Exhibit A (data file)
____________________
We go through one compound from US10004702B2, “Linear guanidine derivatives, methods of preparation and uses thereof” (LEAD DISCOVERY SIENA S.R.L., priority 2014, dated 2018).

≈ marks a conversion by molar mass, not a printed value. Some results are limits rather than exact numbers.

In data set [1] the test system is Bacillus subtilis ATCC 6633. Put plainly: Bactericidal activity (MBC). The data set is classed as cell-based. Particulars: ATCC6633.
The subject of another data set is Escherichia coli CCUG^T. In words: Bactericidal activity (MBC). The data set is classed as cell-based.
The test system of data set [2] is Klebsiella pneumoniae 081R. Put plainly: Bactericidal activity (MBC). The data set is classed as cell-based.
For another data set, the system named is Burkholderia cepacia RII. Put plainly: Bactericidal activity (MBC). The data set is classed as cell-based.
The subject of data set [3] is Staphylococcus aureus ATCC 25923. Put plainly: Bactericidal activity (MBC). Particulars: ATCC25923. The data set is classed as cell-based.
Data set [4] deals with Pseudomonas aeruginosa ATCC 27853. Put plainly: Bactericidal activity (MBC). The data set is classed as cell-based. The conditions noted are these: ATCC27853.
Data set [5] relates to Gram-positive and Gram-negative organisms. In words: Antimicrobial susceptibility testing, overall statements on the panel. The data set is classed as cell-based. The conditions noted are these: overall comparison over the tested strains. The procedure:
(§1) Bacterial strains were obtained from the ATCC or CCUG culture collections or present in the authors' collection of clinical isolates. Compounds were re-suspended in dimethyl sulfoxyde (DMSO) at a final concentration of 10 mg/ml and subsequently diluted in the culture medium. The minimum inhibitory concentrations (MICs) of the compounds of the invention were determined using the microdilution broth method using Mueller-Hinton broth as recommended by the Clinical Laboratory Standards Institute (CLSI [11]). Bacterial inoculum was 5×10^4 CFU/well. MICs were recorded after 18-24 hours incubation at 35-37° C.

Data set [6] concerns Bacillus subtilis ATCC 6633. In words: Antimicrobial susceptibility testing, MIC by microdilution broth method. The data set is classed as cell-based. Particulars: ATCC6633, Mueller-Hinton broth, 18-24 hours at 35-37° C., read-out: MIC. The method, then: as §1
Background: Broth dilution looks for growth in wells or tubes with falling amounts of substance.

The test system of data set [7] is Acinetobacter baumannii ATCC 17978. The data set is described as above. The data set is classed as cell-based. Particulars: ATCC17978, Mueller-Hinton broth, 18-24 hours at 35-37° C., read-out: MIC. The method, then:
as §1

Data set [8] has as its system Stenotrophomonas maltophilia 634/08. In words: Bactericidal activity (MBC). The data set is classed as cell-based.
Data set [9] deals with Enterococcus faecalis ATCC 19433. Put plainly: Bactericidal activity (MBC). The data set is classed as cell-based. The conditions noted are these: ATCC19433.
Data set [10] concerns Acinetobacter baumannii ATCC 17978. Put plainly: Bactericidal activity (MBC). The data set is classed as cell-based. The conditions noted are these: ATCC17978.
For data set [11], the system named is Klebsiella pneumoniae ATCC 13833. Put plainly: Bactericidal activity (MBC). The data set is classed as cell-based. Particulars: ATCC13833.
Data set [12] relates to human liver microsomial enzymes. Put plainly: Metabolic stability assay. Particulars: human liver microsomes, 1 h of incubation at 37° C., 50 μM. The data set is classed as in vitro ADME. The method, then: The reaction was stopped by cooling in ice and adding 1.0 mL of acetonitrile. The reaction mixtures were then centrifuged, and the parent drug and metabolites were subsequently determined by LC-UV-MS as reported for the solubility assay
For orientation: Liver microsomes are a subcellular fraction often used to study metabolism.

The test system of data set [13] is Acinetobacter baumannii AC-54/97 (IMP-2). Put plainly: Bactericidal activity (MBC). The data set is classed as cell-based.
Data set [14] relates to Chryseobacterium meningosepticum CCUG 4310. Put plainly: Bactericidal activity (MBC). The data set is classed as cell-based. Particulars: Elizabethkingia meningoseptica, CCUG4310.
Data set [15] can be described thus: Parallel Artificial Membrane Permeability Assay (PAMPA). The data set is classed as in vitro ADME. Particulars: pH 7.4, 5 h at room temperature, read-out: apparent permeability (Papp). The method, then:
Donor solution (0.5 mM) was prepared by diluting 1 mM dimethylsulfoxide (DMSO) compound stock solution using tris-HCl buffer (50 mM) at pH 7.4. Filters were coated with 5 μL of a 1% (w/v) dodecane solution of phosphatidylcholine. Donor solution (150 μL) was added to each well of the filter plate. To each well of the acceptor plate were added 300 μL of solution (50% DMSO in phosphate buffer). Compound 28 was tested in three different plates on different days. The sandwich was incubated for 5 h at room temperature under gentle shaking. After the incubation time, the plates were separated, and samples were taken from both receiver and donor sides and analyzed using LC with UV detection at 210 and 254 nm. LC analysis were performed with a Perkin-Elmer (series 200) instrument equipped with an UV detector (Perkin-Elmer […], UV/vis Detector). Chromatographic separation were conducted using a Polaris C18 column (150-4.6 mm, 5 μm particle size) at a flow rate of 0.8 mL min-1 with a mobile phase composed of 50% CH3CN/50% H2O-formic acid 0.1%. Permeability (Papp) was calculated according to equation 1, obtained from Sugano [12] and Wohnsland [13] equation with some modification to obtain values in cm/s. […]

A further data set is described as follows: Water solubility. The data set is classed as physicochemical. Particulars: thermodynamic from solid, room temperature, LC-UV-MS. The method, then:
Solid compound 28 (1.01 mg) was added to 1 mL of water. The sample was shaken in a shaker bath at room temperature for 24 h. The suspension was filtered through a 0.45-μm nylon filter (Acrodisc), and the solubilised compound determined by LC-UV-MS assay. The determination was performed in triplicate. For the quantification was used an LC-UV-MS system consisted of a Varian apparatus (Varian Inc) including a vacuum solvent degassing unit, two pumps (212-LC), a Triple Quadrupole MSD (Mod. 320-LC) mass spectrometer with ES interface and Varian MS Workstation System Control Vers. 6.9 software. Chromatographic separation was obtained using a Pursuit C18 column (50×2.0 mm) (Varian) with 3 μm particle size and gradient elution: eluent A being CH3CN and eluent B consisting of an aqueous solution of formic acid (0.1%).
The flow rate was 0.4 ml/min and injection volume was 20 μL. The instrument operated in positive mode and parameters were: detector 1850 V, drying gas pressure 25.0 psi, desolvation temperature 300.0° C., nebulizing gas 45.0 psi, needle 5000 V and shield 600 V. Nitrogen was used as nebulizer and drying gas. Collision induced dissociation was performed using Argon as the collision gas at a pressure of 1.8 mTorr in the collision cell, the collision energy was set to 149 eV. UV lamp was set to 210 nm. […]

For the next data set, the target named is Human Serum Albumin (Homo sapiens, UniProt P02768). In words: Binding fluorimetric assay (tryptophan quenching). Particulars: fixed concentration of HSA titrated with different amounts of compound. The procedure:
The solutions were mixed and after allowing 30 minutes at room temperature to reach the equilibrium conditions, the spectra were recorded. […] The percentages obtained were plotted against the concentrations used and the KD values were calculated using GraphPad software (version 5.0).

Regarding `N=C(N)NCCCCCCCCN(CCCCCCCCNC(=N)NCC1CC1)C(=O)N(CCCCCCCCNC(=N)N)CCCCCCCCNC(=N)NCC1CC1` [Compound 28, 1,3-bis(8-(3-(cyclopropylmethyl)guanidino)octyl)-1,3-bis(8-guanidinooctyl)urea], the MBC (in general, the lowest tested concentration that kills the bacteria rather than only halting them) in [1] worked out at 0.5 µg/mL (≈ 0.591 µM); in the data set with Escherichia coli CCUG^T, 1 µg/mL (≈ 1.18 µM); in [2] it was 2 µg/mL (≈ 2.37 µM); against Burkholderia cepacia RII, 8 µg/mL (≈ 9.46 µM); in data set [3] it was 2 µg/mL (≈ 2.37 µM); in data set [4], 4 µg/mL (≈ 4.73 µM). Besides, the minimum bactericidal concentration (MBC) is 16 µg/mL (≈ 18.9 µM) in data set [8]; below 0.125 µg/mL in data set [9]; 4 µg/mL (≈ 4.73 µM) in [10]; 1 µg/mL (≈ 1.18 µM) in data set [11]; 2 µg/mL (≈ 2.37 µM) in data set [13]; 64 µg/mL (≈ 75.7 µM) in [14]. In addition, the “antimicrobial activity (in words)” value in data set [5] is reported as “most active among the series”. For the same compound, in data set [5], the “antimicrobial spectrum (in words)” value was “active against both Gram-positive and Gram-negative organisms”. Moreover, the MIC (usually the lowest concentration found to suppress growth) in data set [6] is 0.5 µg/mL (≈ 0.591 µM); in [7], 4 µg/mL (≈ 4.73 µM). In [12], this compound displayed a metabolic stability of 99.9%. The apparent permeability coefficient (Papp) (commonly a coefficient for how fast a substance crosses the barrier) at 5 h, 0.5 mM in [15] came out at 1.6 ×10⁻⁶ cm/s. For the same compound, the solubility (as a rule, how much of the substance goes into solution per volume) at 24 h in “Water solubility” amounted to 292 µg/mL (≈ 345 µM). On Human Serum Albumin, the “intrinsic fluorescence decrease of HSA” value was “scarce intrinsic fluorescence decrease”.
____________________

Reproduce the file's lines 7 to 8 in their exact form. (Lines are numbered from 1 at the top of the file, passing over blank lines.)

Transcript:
The subject of data set [3] is Staphylococcus aureus ATCC 25923. Put plainly: Bactericidal activity (MBC). Particulars: ATCC25923. The data set is classed as cell-based.
Data set [4] deals with Pseudomonas aeruginosa ATCC 27853. Put plainly: Bactericidal activity (MBC). The data set is classed as cell-based. The conditions noted are these: ATCC27853.